When Marvin Charette clicked on WUSF-Ch. 16 Friday afternoon, he was expecting to see PBS' Worldreport global news program.
Instead, the 53-year-old Dunedin resident ran into unexpected fallout from the digital television switch, as Bright House Networks took WUSF out of its analog tier, making the station accessible only to customers with digital cable.
Charette, who has standard cable service, doesn't want to pay the extra $1 per month for a tuner allowing him to see WUSF. As a past contributor, he's not sure he'll be giving money, either: "I can't see the station — why would I give money to it?" he said.
To minimize confusion in the transition to digital TV, cable companies agreed to keep most local broadcasters on the same analog channels they occupied before turning off their analog signals.
But cable providers are required to carry only one public television station in the analog and digital tier in each TV market. In Tampa, Bright House chose WEDU-Ch. 3 because it carries more PBS programming, broadcasts in high definition and has a higher viewership.
That meant WUSF could choose between inclusion on the digital tier — where Bright House digital cable customers could see their four different digital channels — or stay on the analog tier, where the company's subscribers would see just one channel.
The change makes WUSF, a station licensed to the University of South Florida, the only local broadcast station dropped from the analog tier by Bright House, which is the area's largest cable provider with more than a million customers.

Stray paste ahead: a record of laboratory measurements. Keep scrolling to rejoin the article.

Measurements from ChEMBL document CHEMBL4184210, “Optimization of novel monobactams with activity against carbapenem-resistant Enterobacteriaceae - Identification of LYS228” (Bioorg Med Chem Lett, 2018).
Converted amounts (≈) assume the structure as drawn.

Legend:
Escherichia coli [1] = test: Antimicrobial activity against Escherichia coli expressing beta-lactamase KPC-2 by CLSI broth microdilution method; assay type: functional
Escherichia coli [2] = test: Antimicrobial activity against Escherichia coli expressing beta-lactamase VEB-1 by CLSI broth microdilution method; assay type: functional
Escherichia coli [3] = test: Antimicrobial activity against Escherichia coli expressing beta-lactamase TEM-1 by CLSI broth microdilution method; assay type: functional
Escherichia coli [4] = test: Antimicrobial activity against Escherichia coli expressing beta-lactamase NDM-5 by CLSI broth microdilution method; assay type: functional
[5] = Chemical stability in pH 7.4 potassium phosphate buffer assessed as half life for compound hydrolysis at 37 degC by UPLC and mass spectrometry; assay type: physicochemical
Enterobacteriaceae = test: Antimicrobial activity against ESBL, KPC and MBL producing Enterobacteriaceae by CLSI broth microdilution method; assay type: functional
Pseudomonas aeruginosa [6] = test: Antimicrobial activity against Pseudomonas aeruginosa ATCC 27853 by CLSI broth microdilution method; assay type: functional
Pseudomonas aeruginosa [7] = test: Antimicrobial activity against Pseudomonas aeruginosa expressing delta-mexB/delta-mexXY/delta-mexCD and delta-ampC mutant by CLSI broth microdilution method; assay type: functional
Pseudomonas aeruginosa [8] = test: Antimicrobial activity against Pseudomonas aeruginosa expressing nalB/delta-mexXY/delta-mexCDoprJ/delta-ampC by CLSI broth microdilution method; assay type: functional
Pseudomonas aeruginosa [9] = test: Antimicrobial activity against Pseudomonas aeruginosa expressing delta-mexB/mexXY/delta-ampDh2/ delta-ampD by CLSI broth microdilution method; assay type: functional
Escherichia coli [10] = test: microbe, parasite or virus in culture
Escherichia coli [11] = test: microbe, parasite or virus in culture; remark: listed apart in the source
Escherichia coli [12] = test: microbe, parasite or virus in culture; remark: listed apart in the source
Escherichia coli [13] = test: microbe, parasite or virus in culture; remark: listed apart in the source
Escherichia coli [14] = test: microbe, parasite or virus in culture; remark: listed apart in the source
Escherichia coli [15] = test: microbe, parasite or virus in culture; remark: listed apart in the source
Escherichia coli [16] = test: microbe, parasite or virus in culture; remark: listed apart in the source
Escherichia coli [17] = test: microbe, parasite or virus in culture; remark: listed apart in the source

So why didn't Bright House just leave WUSF on the analog tier, too? "It's a business decision," said spokesman Joe Durkin, who would not reveal exactly how many Bright House customers could not see WUSF, noting that "over 60 percent" of their subscribers get digital cable. "We're going to utilize the space for other programming."
JoAnn Urofsky, general manager at WUSF, said the station ended its analog broadcasts in April, but Bright House kept simulcasting WUSF until Friday.
"Of course, I'm upset; our staff has been fielding calls all day," added Urofsky, who acknowledged that the station learned in November about the choice.
Other area broadcast stations reported dozens of calls from viewers who mostly had questions about installing digital-to-analog converters and orienting their antennas to improve reception. "I think it's gone pretty well," said Ken Tonning, general manager at St. Petersburg CBS affiliate WTSP-Ch. 10, which received about 200 calls Friday.
And Chris Hendrix, the Gibsonton technician profiled in a Friday St. Petersburg Times story, was happy to report a busy day. Hired by a Texas company as part of a government-funded program providing free installation help for converters, Hendrix got no calls until stories in the Times and WTVT-Ch. 13 highlighted his plight.
"My office had 100 messages this morning," he said. "I don't feel like the Maytag repairman any more."